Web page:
Freeman Blog

Don't Be A Boiling Frog!

Posted by Mark Freeman
Mark Freeman
Mark Freeman & Associates was established by Mark Freeman to bring together a number of trusted associates who...
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on Tuesday, 06 November 2012 in Freeman Blog

If you put a frog in boiling water it will jump out pretty fast, however if you put a frog into cold water which slowly comes to the boil he remains in the pot, oblivious to the fact he is coming to an end!

How often have you heard the expression "People don't like change"?  Too many times? It seems to be the mantra in the charity sector. Many charities remain firmly rooted in the past, proud of their heritage and way of doing things.

However, making change isn’t about removing the good elements of an organisation; it’s about improving it and moving the organisation forward to meet the challenges of the changing environment we find ourselves in. Link Change & Interim Management

If you read last week’s blog you will have noted Mark Freeman throwing rather a lot of numbers around (well he is an accountant, he likes numbers!).  Government or organisations sometimes feel they need to throw money at something because it needs to change - and change in a big way.

The reason that charities, and indeed in my experience private companies, get to the point where they need external help is usually rooted in complacency – which, in a constantly changing social, political, economical and technical world is a recipe for trouble!

Complacency can turn good organisations into bad ones. Business schools often cite the example of Marks & Spencer - the dominant high street - retailer losing market share because their senior executives and board felt they were doing everything right. No need to change. But, the customers’ attitudes and preferences were changing, and M&S remained in the pot slowly coming to the boil.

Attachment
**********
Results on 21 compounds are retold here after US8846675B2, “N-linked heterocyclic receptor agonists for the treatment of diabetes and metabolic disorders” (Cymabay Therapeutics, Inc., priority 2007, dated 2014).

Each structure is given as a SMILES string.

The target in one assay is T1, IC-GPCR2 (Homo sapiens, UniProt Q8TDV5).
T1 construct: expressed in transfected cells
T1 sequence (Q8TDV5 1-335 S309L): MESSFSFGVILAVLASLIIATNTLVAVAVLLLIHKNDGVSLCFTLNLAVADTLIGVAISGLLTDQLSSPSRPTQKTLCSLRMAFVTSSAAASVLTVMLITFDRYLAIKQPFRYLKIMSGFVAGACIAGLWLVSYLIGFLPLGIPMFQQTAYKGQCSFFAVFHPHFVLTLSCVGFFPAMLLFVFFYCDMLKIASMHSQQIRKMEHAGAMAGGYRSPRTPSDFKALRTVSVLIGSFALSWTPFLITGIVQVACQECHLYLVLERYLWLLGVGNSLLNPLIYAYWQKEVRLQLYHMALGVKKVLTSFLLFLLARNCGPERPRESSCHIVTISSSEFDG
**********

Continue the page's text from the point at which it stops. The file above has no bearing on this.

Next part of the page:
Strategies, technology, policies and procedures that worked well during one period do not necessarily remain the correct route map forever. More staggeringly these organisations often do see trouble brewing and don’t act until things are desperate.

One of my theories is that lack of action (when clearly action is needed) stems from fear - fear of the risks associated with change, the hard work, and the tough decisions that accompany a change programme. 

It is not for the faint hearted, particularly when things have been left to fester for too long. A lot then needs to be changed and if you have read John Kotter, a change management and leadership guru, the first principle is that you have to “establish a sense of urgency” into the process otherwise it is doomed to fail.

Another theory is that people are too lazy. Yes, any change programme involves a lot of hard work, particularly if no change or improvement has been made over a considerable amount of time.  It requires energy, engagement and a willingness to dive in and get on with the job.

So, here are two final thoughts:

Firstly, if your organisation is in desperate need of change, throwing money at it is not necessarily the answer. Stand back, assess your situation, revise your vision and build a plan to start removing what does not work. Introduce innovation and quick-wins to help others see that the change is positive.

Secondly, once you have completed your change programme, remember that if you build change into your organisation in an evolutionary way, you won’t find yourself in a pot of slowly boiling water!

Article by Valerie Austin MBA


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Mark Freeman & Associates was established by Mark Freeman to bring together a number of trusted associates who could offer charities sound professional and practical advice for trustees and senior management.

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